Council thanks Scarecrow Festival organizers

By Jennifer Woods -

At Wednesday’s Washington C.H. City Council Meeting, several council members along with City Manager Joe Denen expressed their gratitude to various individuals and organizations who helped to make last weekend’s Scarecrow Festival a success.

Among the many mentioned were Mekia Rhoades, Kelley Ford, the Washington C.H. Police Department, the Washington C.H. Service Department, the Washington C.H. Fire Department, etc.

Denen explained during the meeting that brush collection will begin on Monday. For those who want their brush collected, such as trimmed trees and vegetation, should call the service department at 740-636-2380 to be added to the pick-up list. Brush can be placed near the alley if there is alley access or near road.

The fire cistern unearthed at the intersection of Elm and Court streets during road construction will soon be filled with flowable fill.

Denen explained that flowable fill should allow the cistern to be filled without the need to compact the fill. It should be more cost-effective and will be easier to dig through than concrete if the need to do so would arise in the future.

“It’ll be a lot safer with what’s there now,” he said.

Ordinances and resolutions are two different types of legislation. The first time legislation is seen and approved by council it is placed on a first reading, the second time on a second reading and the third time on a third reading. Adoption of new legislation can occur once ordinances are placed on the third reading and resolutions are placed on the second reading.

On Sept. 13, a special meeting was held where a resolution that authorizes Denen or his designee to enter into an agreement for an Ohio Water Pollution Control Fund was placed on second reading and was then adopted.

Denen explained in a previous council meeting, “They’re a conservation program which the effect in the city of Washington Court House is a further interest rate deduction on our loan for our Waste Water Treatment Plant improvements. Which over the life of the loan is about worth— oh, approximately $650,000 roughly or a little bit more than that.”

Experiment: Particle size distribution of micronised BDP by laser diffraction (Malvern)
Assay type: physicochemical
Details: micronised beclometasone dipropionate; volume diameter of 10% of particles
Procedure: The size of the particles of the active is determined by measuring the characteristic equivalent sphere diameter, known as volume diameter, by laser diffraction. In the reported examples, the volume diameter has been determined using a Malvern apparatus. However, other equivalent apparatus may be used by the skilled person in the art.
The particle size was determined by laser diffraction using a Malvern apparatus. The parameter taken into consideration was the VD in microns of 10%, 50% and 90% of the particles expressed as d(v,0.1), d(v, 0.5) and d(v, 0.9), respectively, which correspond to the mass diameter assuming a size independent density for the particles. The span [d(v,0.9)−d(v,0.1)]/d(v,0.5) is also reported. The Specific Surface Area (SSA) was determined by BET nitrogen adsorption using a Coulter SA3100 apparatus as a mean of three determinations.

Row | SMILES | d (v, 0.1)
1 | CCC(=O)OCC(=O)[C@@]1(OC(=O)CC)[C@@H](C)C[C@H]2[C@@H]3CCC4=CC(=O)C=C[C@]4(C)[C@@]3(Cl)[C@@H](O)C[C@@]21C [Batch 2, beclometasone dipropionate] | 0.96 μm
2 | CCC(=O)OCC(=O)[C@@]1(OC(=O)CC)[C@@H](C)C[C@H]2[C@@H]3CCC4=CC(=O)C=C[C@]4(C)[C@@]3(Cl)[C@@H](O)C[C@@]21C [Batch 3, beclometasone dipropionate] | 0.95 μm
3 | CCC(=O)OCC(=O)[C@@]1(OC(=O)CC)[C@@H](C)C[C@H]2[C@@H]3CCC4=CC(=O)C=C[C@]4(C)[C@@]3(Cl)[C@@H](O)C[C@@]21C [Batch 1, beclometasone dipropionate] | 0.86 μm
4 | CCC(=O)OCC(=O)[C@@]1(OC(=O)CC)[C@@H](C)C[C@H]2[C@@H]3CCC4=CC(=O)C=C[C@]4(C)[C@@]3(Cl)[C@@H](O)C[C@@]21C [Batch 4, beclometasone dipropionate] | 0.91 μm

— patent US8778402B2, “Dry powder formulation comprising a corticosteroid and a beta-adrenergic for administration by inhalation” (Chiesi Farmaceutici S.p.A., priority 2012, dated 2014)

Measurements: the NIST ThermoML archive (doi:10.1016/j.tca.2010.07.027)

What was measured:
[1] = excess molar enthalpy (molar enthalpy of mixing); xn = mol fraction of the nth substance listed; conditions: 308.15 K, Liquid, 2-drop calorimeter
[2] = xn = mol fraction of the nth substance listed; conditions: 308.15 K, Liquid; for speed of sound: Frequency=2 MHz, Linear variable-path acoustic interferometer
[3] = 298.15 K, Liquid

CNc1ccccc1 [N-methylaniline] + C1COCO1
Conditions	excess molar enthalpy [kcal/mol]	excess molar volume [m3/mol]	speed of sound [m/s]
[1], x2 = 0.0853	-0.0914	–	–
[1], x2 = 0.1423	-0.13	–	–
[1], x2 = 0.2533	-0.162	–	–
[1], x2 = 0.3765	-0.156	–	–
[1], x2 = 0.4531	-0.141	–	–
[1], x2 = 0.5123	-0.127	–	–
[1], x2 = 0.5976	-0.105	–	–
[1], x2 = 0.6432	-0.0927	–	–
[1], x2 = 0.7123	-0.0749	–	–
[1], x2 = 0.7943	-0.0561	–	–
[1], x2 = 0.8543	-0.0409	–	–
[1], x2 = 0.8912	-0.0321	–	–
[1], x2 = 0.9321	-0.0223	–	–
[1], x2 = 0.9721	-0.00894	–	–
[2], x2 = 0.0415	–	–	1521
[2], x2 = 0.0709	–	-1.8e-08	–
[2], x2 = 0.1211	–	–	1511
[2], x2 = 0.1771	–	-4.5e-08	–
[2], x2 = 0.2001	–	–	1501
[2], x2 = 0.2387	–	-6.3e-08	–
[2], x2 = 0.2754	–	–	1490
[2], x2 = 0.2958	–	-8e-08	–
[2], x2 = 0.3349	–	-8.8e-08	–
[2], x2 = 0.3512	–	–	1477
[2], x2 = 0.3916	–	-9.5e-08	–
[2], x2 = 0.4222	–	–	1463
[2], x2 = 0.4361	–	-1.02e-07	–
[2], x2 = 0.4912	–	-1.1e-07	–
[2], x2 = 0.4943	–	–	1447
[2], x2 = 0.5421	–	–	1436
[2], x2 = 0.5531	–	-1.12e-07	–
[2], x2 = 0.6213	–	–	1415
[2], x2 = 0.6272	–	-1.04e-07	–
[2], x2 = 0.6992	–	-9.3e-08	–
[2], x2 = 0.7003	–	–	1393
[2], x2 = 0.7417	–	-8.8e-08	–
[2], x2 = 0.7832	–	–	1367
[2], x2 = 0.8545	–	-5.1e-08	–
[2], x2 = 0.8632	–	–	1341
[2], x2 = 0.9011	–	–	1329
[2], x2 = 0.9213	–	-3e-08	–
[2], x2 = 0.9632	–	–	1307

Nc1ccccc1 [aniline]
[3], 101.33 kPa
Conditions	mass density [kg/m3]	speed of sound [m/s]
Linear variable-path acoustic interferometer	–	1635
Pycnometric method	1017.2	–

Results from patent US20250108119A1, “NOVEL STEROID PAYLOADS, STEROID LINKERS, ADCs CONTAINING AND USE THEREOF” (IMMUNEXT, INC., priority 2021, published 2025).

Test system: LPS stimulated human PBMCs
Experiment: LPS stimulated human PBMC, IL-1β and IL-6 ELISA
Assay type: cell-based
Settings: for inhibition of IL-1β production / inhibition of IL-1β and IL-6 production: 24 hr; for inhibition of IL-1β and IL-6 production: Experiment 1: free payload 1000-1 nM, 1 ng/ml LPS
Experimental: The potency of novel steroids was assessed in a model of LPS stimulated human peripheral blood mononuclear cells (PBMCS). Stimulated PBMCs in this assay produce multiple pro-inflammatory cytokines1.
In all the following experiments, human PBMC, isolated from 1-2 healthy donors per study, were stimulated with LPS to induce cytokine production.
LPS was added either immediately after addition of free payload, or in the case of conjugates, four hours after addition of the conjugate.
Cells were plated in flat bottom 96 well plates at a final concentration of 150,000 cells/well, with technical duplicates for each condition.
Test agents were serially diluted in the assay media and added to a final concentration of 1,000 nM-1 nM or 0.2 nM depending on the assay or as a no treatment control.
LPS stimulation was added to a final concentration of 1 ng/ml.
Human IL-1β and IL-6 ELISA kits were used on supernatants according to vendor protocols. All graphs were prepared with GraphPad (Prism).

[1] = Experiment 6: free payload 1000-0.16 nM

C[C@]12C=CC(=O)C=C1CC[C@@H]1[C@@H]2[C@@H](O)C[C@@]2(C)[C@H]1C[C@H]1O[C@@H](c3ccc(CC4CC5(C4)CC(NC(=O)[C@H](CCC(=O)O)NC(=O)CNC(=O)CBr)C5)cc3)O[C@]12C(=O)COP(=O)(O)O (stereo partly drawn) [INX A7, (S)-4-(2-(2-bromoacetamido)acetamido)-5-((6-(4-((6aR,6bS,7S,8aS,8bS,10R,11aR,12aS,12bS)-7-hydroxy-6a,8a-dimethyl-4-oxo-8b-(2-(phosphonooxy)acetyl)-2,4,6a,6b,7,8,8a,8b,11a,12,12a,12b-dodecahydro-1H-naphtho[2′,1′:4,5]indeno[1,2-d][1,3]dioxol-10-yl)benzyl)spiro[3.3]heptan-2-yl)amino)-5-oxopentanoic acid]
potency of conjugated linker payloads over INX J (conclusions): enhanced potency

Legislation introduced in the most recent meeting included three new resolutions as well as the adoption of one resolution and two ordinances.

The two ordinances placed on their third reading and adopted authorize Denen to abate the public nuisances at 314 E. Paint St. and 834 E. Paint St.

As previously reported, a nuisance is caused within a city if a property is dangerous, in a state of disrepair, is uninhabitable, decreases local property value or decreases the enjoyment of the lives of surrounding neighbors. An abatement of nuisance is a way for the city to handle the situation while charging the owner of the property.

The resolution that was placed on its second reading that was then adopted accepts from the budget commission their determined amounts and rates. It authorizes needed tax levies, certifying them to the county auditor.

Denen explained in a previous council meeting that this resolution has to be done every year. Basically, he explained the resolution is the council’s way of agreeing with the county auditor in regards to tax rates.

Three new resolutions were heard and all were placed on first reading.

The first and second new resolutions, if passed, would confirm Denen’s reappointment of both George Shoemaker and Brenda Caudill to the tree committee for terms that would end on Dec. 31 of 2023.

The third resolution, if passed. would authorize Denen or his designee to accept a bid and enter into a contract with Dugan & Meyers for improvements to the Wastewater Treatment Plant.

The amount of the contract should not go above $51,581,000. During the meeting, several council members discussed this project as there have been many meetings and concerns with the Ohio EPA regarding the current state of the Wastewater Treatment Plant.

The funding will mostly come from a loan, however, there are some grants and special financing through the Ohio Water Development Authority that will be utilized, according to Denen.

“When we had the disagreement with the Ohio EPA we needed to do that—-to run with the scale of the project and in particular to have enough time to do it in a way that’s affordable for the community,” said Denen. “It worked out well in the end.”

Washington Court House City Council meetings are held on the second and fourth Wednesdays of every month at 7:30 p.m. They are located in the second floor council chambers of the City Administration Building, 105 N. Main Street. The public is welcome to attend and may sign up to speak before the council.

Reach Jennifer Woods at 740-313-0355.

By Jennifer Woods